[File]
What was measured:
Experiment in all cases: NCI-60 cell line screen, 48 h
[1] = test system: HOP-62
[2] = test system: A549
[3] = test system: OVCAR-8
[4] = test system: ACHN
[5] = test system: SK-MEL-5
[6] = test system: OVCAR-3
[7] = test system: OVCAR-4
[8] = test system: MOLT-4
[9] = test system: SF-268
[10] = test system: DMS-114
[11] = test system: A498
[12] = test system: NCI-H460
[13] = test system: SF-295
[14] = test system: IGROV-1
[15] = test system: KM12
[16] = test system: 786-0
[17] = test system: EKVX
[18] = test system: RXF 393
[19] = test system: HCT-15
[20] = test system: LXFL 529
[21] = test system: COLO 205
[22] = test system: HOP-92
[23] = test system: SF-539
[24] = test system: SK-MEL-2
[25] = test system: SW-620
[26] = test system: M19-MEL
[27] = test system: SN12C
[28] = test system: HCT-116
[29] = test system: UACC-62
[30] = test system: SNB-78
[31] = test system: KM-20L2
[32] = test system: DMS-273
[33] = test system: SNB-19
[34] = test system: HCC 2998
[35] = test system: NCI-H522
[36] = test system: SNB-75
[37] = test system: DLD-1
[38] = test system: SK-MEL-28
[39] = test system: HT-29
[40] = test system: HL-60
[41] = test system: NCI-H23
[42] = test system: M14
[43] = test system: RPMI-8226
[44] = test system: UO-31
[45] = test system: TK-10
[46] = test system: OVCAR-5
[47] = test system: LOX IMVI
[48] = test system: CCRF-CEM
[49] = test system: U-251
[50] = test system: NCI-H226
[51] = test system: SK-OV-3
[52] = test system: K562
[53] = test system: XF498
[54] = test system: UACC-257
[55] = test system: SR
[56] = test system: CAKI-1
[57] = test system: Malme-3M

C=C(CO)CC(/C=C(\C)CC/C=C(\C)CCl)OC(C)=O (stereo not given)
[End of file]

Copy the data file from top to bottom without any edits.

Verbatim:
What was measured:
Experiment in all cases: NCI-60 cell line screen, 48 h
[1] = test system: HOP-62
[2] = test system: A549
[3] = test system: OVCAR-8
[4] = test system: ACHN
[5] = test system: SK-MEL-5
[6] = test system: OVCAR-3
[7] = test system: OVCAR-4
[8] = test system: MOLT-4
[9] = test system: SF-268
[10] = test system: DMS-114
[11] = test system: A498
[12] = test system: NCI-H460
[13] = test system: SF-295
[14] = test system: IGROV-1
[15] = test system: KM12
[16] = test system: 786-0
[17] = test system: EKVX
[18] = test system: RXF 393
[19] = test system: HCT-15
[20] = test system: LXFL 529
[21] = test system: COLO 205
[22] = test system: HOP-92
[23] = test system: SF-539
[24] = test system: SK-MEL-2
[25] = test system: SW-620
[26] = test system: M19-MEL
[27] = test system: SN12C
[28] = test system: HCT-116
[29] = test system: UACC-62
[30] = test system: SNB-78
[31] = test system: KM-20L2
[32] = test system: DMS-273
[33] = test system: SNB-19
[34] = test system: HCC 2998
[35] = test system: NCI-H522
[36] = test system: SNB-75
[37] = test system: DLD-1
[38] = test system: SK-MEL-28
[39] = test system: HT-29
[40] = test system: HL-60
[41] = test system: NCI-H23
[42] = test system: M14
[43] = test system: RPMI-8226
[44] = test system: UO-31
[45] = test system: TK-10
[46] = test system: OVCAR-5
[47] = test system: LOX IMVI
[48] = test system: CCRF-CEM
[49] = test system: U-251
[50] = test system: NCI-H226
[51] = test system: SK-OV-3
[52] = test system: K562
[53] = test system: XF498
[54] = test system: UACC-257
[55] = test system: SR
[56] = test system: CAKI-1
[57] = test system: Malme-3M

C=C(CO)CC(/C=C(\C)CC/C=C(\C)CCl)OC(C)=O (stereo not given)